By Cindy Wooden Catholic News Service
ABOARD THE PAPAL FLIGHT FROM DUBLIN (CNS) — Pope Francis said Archbishop Carlo Maria Vigano’s long document calling on him to resign is written in a way that people should be able to draw their own conclusions.
“I read the statement this morning and, sincerely, I must say this to you and anyone interested: Read that statement attentively and make your own judgment,” he told reporters Aug. 26. “I think the statement speaks for itself, and you have a sufficient journalistic ability to make a conclusion.”
Speaking to reporters traveling back to Rome with him from Dublin, the pope said his lack of comment was “an act of faith” in people reading the document. “Maybe when a bit of time has passed, I’ll talk about it.”
Asked directly when he first learned of the former Cardinal McCarrick’s sexual abuse, Pope Francis said the question was related directly to Archbishop Vigano’s report and he would not comment now.
Archbishop Vigano, the former nuncio to the United States, claimed he told Pope Francis about Cardinal McCarrick in 2013.
In June, the Vatican announced that the pope had ordered the former Washington archbishop to live in “prayer and penance” while a canonical process proceeds against him. The pope later accepted Archbishop McCarrick’s resignation from the College of Cardinals.
The issue of clerical sexual abuse and other crimes and mistreatment of minors and vulnerable adults by Catholic priests and religious and the attempts by bishops and superiors to cover up the facts dominated the news coverage of the pope’s trip to Ireland for the World Meeting of Families.
The pope said his meeting Aug. 25 with survivors of abuse was “very painful,” but it was very important “to listen to these people.”
Marie Collins, a survivor and former member of the Pontifical Commission for the Protection of Minors, told reporters after the meeting that she is still concerned that the pope has not established a tribunal to investigate and hold accountable bishops accused of failing to protect minors and covering up abuse.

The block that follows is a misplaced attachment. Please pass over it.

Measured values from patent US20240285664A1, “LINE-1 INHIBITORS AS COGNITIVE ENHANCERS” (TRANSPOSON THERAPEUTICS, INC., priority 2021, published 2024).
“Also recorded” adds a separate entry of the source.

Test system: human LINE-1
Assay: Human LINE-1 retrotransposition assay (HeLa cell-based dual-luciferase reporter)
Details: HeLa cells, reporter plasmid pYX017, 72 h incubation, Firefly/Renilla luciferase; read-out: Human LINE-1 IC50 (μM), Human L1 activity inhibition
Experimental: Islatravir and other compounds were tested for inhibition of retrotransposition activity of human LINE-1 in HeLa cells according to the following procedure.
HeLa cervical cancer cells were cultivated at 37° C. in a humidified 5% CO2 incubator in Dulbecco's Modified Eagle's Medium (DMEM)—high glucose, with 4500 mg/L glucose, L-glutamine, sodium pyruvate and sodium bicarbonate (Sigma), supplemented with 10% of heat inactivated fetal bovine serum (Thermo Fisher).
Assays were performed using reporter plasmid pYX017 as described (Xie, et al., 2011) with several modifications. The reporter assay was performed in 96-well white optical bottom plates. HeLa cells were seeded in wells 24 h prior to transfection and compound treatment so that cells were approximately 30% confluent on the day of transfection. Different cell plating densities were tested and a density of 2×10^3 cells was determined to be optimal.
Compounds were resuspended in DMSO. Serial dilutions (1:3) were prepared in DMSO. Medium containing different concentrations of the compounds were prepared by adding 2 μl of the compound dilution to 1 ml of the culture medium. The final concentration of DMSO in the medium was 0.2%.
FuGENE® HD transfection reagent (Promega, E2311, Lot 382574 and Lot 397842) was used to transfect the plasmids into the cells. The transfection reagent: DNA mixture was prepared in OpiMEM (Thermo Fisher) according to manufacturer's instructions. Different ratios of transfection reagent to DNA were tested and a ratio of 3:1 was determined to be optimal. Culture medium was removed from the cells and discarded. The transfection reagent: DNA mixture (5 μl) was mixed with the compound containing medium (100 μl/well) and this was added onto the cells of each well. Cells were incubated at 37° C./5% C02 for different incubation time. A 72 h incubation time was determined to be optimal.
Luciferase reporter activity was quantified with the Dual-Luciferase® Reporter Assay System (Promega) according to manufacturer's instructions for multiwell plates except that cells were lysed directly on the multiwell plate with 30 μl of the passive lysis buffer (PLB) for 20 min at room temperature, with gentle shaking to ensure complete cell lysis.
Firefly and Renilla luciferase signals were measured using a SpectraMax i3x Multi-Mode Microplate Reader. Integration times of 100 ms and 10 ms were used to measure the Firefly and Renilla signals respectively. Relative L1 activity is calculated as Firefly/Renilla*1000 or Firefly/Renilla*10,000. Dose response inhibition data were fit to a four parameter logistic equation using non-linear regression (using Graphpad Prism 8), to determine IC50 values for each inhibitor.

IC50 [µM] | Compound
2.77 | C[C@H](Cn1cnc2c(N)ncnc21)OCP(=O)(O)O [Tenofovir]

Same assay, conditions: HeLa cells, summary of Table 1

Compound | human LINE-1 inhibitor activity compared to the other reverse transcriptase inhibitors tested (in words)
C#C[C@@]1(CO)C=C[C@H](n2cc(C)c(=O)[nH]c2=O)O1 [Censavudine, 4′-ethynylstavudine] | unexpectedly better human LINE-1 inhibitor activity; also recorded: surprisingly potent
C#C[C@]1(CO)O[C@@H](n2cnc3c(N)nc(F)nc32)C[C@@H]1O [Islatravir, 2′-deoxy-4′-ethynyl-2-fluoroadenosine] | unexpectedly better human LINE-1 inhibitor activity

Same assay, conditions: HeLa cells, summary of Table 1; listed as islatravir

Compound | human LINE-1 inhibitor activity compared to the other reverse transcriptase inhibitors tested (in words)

Pope Francis said while he likes and admires Collins, “she is fixated” on the accountability tribunal, and he believes he has found a more efficient and flexible way to investigate and try suspected bishops by setting up temporary tribunals when needed.
The pope then went on to describe how “many bishops” had been investigated and tried, most recently Archbishop Anthony S. Apuron of Agana, Guam. In March an ad hoc apostolic tribunal of the Congregation for the Doctrine of the Faith found him guilty of “certain accusations.”
Pope Francis said the archbishop has appealed the conviction and, while he has asked some canon lawyers for input, he plans to make the final judgment on the archbishop’s case himself.
But the archbishop was accused of sexually abusing minors; the tribunal Collins was talking about was supposed to look specifically at bishops accused of covering up cases of abuse.
The pope immediately welcomed one of the suggestions made during the meeting with survivors: that he ask publicly and very specifically for forgiveness for the abuse that took place in a variety of Catholic institutions. The result was a penitential litany at the beginning of the Mass he celebrated in Dublin Aug. 26 to close the World Meeting of the Families.